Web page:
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Discovering Shenandoah

Discover Shenandoah, Virginia

by Jessica Howell

The sun had set long before we began our ascent into the Blue Ridge Mountains, winding along twisty blacktop that was sweetly smooth, beckoning the car to speed past the dense forest in which crouched countless wild animals, ready to pounce streetward – or so we imagined. Who knew what resided in the brush? Hungry black bears? Clusters of spry deer? We edged on into the darkness that was Skyline Drive, inching our way up toward the ridge of the mountainous chain, where Skyland Resort is modestly perched.

The resort, one of the two lodges located in Virginia’s Shenandoah National Park, is a comfortable establishment that offers cabin-like rooms, nestled among the trees and near plenty of hiking trails. Our group of six fit perfectly in a two-bedroom suite, connected by a relaxed living room that offered a stoic stone fireplace that proved more than suitable as a backdrop for the lengthy discussions that often accompany old friends and last well into the night.

Cluttered with stainless steel marshmallow spikes (for s’more preparation, of course,) bags of never-more-appropriate trail mix, bug repellant, sun screen and a vast array of digital cameras, our room was the ideal place for afternoon naps and late night lingering. Positioned in Stony Man Row – we were mere footsteps away from the resort’s classy restaurant and adjoining, laid-back Mountain Room, which served more casual dining fare in the evenings. The Taproom was also nearby – the nightly hot spot where live entertainers croon kitschy folk songs while guests sip slowly on mugs of moonshine.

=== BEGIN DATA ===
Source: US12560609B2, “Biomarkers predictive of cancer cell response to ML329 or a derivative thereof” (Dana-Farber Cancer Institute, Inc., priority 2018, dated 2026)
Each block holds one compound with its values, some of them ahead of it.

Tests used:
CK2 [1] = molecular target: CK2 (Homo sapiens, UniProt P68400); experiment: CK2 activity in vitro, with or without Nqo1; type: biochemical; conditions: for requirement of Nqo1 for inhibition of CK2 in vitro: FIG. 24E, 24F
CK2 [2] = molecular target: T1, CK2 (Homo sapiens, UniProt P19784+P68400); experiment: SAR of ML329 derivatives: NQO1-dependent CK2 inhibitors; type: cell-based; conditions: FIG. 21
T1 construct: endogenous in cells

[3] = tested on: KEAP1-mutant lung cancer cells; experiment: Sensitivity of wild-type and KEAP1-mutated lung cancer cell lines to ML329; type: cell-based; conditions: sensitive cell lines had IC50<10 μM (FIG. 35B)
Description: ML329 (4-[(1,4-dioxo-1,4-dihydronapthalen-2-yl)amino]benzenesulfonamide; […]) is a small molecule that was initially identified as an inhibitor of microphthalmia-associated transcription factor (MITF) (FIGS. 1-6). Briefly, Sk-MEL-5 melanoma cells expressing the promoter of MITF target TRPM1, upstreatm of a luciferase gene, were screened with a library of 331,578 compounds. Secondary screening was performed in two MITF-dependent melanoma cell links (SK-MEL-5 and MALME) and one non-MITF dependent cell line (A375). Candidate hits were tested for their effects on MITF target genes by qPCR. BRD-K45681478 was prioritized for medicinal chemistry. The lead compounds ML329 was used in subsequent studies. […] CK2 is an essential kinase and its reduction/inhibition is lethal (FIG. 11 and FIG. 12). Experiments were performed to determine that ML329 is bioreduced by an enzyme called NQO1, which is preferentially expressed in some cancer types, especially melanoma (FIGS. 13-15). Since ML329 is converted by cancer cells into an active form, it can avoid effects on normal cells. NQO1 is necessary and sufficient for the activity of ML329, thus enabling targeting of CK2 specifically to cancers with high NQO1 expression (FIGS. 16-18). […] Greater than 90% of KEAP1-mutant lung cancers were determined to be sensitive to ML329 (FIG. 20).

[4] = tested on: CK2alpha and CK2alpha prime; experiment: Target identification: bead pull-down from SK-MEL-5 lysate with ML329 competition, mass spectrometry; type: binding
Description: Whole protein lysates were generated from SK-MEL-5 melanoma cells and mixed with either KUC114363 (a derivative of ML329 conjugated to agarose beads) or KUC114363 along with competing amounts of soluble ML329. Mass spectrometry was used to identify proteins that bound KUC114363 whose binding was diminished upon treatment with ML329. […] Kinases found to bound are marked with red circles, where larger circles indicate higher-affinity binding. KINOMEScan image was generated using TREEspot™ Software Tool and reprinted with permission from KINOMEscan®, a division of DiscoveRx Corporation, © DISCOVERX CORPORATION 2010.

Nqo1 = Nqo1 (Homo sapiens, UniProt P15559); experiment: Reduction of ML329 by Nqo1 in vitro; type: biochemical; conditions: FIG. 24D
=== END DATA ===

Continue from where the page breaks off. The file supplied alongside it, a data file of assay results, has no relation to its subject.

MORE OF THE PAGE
Completely content with our lodging, my group of gals and I settled in for a full night’s rest before our first day of hiking began. When we awoke, we browsed through paperbacks that we’d picked up at the gift shop: “Hikes to Peaks & Vistas,” “Short Hikes,” and “Easy Hikes on the Appalachian National Scenic Trail.” Little did we know that these $2.00 treasures would be our saving grace upon the trails – they’re definitely worth the meager price and full of useful information and tips.